Julia Louis-Dreyfus 26:20
And you know, that camaraderie, which is really you’re talking about generosity and camaraderie was really evident, as you know, to lowly me, audience member watching you as a young girl. And as a teenager watching your show. It was so evident to me that it was fun. Right, and that you all are having such a good time.
Carol Burnett 26:49
Isn’t that why we get into it in the first place? Thank you. That’s exactly right. And then later, they get cynical, then sometimes people get cynical. And instead of show businesses show business. Yeah. Totally. We want to get in the sandbox and play.
Julia Louis-Dreyfus 27:04
Yeah, it’s all play, isn’t it? Yeah. Yeah. And don’t take yourself too seriously. Please don’t write tell about Harvey Korman. And that moment when you had to let them have it, do you mind telling that story?
Carol Burnett 27:17
Oh, Harvey at times, could be a little grouchy. But then we could tease him out of it. And he’d be he was always wonderful, right? You know, when he was performing them. Nobody could touch him. Nobody could touch him. So brilliant. Yes. And so this one morning, we were pre taping something. And Petula Clark was on as a guest and everything. And Harvey was in his costume. And I he can he was a little short with her. I don’t think he meant to and I don’t remember what it was. But he said something that was not not kind. And I could take it if he wanted to be a little curmudgeon with me or something. And Tim could take and we’d get him out of it. And he’d be fine. But I thought you don’t do this to a guest. No. No. So I went up to I said, Harvey, what’s wrong? He said, I’m just not happy here. I’m sorry. I said, stay after the show tonight. I want to talk to you. So I was a wreck. During the show. He was brilliant. As usual. Fun was Petula. I mean, it was all just.
Julia Louis-Dreyfus 28:28
Why you are wreck in anticipation of this conversation.
Carol Burnett 28:33
Because I hate confrontation. Okay, hate it. All at one point. He said, I’m just not sure I’m happy on this show. That’s what he said. And so in the meantime, I called his agent. And I say, I’m gonna be talking to her, me, but he wants off the show. I’m gonna let him off the show. And he said, Well, you can’t do these guys. And he can’t do this to a guest. You know? Yes. But he said, Well, I said, I’ll talk to you later. So Harvey stayed. Now I’m nervous. Now I put on my best Rosalind Russell. Barbara Stanwyck. I got it. I said, I understand. You’re not happy. So don’t come back. You’re off the show. And he said, What are you talking? I said, No, you can’t be rude. I said, you’re off show. That’s okay. You know, I have a contract. I said, Well, you know, we’ll just talk about that with, you know, the powers that be but yeah, you can’t behave this way. Now, he says, well, like he started to kind of backpedal. And I said, okay, I’ll give you one more chance. You come in to work next week? Yes. And when I see you, I want you to be whistling and skipping down the hall. Nice. So, comes Monday. We always had a script reading in my office. Yeah. And I before that it was a time then I went to excuse myself to go to the ladies room. And then the elevator door open right. Just before I went into the ladies room, and Harvey comes out. We will stand there looking at each other for frozen second, he starts going whistling and skipping down the hall. So I had a plaque made. And I put it on his dressing door call. Mr. happy go lucky. Oh, that’s genius. And I loved him. I mean, we were we were always close. I’m making this No, no, no, I already rare, you know, rare circumstance.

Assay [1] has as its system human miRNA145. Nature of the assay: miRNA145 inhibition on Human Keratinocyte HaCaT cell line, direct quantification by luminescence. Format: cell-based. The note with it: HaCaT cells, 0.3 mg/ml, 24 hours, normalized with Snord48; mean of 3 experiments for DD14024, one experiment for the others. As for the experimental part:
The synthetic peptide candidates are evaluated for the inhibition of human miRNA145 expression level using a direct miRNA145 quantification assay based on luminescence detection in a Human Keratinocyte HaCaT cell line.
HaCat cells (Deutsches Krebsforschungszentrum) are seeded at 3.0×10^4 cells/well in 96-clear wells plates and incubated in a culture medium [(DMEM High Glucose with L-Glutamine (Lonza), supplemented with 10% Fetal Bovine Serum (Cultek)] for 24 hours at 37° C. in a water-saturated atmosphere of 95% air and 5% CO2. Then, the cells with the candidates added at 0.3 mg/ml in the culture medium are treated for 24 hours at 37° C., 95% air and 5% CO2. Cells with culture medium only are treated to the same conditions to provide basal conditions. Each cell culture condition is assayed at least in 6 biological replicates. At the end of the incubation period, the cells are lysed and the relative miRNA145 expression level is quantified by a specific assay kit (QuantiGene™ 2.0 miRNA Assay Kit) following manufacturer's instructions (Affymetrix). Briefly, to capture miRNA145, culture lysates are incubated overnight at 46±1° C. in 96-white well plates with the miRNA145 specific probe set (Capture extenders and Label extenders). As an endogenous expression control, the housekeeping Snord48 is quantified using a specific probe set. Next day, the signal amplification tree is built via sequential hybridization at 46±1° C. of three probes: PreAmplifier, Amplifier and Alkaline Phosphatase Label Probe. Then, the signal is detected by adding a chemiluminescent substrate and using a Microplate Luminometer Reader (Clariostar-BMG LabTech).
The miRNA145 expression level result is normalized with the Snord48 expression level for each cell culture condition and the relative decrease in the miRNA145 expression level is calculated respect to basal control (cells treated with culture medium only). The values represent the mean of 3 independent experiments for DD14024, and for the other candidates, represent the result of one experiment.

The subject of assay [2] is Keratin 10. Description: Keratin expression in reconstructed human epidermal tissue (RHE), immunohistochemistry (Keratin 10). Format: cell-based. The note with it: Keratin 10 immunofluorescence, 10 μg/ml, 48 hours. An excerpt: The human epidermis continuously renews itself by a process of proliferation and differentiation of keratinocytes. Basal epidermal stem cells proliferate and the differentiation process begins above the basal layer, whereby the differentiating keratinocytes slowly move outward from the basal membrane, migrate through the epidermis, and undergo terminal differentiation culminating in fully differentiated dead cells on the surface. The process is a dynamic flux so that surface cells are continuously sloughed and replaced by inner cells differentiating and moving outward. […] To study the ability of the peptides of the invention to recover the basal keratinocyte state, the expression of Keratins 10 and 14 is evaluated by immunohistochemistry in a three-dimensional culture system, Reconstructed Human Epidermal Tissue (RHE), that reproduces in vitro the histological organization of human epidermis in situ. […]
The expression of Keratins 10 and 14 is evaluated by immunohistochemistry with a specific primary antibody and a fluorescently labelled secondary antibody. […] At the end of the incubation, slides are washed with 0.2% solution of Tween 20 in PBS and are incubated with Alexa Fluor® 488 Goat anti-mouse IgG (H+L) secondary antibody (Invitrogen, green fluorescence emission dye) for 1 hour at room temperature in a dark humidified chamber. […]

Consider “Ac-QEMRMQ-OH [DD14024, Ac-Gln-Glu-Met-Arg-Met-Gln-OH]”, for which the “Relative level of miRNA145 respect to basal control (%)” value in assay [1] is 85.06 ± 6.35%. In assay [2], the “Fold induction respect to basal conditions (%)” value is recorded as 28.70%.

Julia Louis-Dreyfus 30:38
Yeah. But let’s talk about you as a boss. Yeah. Because you say you you avoid confrontation. Right. And I’m interested in that. And maybe it’s I don’t know, maybe it’s generational?
Carol Burnett 30:53
I think so. I was married to the producer. Yeah. He had produced a Garry Moore Show. Okay, you know, Joe. And so he really was the boss. I would come in and I would make suggestions and things like that. But this was the only time I ever took charge. That he didn’t know I was firing Harvey.
Julia Louis-Dreyfus 31:17
Did you like for example, if there was material that needed punching up?
Carol Burnett 31:21
No, I know exactly where you’re going with how did this Scout manage since Caesar Jackie Gleason was that? Come on? Guys. This is crappy. You gotta fix it. Right? Yeah, I don’t like that. I couldn’t do that. You couldn’t what I would do? Would I would call the writers down. If we were doing a sketch and it wasn’t working. I would, I would say, you know, can you help me out here? A little bit. I’m not really feeling this too. Well, I’m not saying this. Like a like, in other words, helped me as opposed to telling.
Julia Louis-Dreyfus 31:56
Yeah, so you didn’t scold?
Carol Burnett 31:57
No, I didn’t say come on. You gotta fix this. It sinks. No.
Julia Louis-Dreyfus 32:01
No, but I would argue that that approach that you developed for yourself, was verse certainly a more kind approach but maybe even a better approach. Because it really you are demanding creativity without demanding it. You’re you’re you’re locking arms with these guys and saying, we’re on the same team. Can you help me out?
Carol Burnett 32:25
Oh, did I ever tell you story about Lucy?
Julia Louis-Dreyfus 32:30
Lucky you. Lucky you. I’m shows. Oh, my God.
Carol Burnett 32:33